The Supreme Court in Washington. (J. Scott Applewhite/Associated Press)
Contributor, The Volokh Conspiracy

A clerkship with a Supreme Court justice is among the most prestigious positions a young attorney can obtain. A series of articles in the National Law Journal documents how most Supreme Court clerks seem to be cut from the same cloth: Most clerks are white males and have attended one of a handful of elite law schools. Yet as the articles also show, the extent to which different justices achieve diversity in their chambers varies quite a bit — and perhaps not always in the ways one might expect.

Among the reports’ findings:

  • “Since 2005 — when the Roberts court began — 85 percent of all law clerks have been white. Only 20 of the 487 clerks hired by justices were African-American, and eight were Hispanic. Twice as many men as women gain entry, even though as of last year, more than half of all law students are female.”
  • “Since Chief Justice John Roberts Jr. joined the court in 2005, just 8 percent of the law clerks he’s hired have been racial or ethnic minorities; At the other end of the spectrum, 31 percent of Justice Sonia Sotomayor’s clerks have been non-white, making her chambers the most diverse.”
  • Since joining the Supreme Court in 1993, Justice Ruth Bader Ginsburg has hired only one African American clerk. (Further, as noted during her confirmation hearing, then-Judge Ginsburg never hired an African American clerk during her 13 years on the U.S. Court of Appeals for the D.C. Circuit.)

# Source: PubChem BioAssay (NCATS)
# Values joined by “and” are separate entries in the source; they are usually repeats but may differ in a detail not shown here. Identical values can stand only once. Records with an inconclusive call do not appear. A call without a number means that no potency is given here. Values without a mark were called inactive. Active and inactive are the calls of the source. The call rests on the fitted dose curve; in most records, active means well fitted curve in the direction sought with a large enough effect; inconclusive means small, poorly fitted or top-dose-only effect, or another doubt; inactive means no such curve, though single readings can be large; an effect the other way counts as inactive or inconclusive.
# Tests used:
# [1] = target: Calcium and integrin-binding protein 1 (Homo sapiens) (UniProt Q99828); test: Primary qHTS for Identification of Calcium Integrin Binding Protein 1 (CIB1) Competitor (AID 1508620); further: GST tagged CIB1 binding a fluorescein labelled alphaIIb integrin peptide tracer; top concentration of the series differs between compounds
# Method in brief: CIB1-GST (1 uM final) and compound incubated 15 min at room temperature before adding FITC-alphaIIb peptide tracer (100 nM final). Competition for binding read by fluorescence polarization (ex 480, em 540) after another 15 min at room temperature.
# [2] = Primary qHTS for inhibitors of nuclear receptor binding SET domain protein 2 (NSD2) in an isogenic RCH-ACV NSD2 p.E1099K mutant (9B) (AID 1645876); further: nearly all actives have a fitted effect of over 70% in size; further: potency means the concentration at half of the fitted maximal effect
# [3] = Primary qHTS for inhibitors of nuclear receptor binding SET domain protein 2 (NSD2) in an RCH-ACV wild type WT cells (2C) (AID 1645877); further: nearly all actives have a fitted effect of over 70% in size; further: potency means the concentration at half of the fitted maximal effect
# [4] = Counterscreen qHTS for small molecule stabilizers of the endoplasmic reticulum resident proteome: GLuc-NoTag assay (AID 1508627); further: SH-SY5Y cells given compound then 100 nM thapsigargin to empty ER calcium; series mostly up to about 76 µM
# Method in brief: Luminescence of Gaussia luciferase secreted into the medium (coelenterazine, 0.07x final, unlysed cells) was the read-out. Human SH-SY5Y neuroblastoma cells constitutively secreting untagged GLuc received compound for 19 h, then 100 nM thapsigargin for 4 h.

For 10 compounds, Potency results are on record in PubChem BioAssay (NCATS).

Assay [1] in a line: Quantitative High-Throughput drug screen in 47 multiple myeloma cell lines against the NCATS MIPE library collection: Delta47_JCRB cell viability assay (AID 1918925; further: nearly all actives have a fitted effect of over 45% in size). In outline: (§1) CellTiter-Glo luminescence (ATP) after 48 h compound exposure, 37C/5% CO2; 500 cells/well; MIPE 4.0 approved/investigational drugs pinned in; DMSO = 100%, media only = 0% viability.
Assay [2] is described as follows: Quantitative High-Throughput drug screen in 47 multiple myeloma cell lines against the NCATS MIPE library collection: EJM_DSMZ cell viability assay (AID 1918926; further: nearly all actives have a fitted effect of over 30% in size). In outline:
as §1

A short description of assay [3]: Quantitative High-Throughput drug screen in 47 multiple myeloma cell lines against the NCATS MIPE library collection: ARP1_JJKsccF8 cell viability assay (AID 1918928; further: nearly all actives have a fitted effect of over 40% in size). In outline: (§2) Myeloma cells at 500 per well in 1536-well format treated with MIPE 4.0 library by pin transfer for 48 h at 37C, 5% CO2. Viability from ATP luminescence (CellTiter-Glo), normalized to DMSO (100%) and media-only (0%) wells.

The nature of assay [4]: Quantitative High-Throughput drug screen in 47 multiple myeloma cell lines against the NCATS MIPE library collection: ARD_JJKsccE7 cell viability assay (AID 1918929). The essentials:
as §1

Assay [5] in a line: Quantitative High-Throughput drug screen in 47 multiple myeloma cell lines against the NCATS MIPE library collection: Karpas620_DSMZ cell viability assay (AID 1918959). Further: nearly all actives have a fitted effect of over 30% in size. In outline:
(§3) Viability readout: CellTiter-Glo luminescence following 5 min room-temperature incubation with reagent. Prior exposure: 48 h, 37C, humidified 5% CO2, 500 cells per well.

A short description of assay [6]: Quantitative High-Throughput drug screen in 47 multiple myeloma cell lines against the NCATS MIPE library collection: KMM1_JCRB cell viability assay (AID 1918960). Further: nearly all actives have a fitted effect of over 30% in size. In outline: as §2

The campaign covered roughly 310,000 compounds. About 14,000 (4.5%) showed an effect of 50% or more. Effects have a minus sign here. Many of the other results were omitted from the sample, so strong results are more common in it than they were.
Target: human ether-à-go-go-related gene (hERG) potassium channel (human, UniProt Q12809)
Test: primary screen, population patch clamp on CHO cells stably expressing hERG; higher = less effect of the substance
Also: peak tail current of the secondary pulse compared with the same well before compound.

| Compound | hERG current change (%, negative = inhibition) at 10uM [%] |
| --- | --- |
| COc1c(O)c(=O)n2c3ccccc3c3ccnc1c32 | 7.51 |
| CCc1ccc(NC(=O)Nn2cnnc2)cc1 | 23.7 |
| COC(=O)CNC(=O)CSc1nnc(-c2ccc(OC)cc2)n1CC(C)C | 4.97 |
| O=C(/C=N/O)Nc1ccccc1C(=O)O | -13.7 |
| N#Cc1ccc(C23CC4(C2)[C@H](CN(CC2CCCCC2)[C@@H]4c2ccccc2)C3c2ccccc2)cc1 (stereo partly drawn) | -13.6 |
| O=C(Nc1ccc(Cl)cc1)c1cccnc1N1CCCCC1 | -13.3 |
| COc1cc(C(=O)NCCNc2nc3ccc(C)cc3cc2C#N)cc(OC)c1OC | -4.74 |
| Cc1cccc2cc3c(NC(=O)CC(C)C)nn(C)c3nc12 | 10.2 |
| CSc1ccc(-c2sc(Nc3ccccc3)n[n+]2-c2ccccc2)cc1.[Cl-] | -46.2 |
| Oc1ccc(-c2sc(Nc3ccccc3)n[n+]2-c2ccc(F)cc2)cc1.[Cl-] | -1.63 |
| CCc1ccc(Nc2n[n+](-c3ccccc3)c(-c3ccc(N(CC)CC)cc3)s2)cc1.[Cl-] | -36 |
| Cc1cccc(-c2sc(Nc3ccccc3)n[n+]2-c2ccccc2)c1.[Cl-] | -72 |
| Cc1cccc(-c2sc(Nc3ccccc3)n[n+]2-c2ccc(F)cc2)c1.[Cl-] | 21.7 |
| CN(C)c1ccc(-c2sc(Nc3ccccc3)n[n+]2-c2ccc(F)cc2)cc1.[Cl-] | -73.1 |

• “While Ginsburg and Breyer have hired men and women in equal numbers, other chambers continue to be male-dominated. The court’s swing vote, Anthony M. Kennedy, has hired six times as many men as women as law clerks since 2005.”
  • Since 2005, Roberts and Justices Kennedy, Stephen G. Breyer and Elena Kagan have hired a majority of their clerks from two law schools, Harvard and Yale.
  • Justice Clarence Thomas has “hired from 23 different law schools since 2005, with one-third of his clerks coming from schools outside the Top 10 on the U.S. News and World Report rankings.”
  • A disproportionate share of clerks since 2005 clerked for a handful of appellate judges before their Supreme Court clerkships, including Judges Brett Kavanaugh and Merrick Garland on the D.C. Circuit, Judge J. Harvie Wilkinson III on the 4th Circuit, Judge Robert Katzmann on the 2nd Circuit, and Judge Alex Kozinski on the 9th Circuit.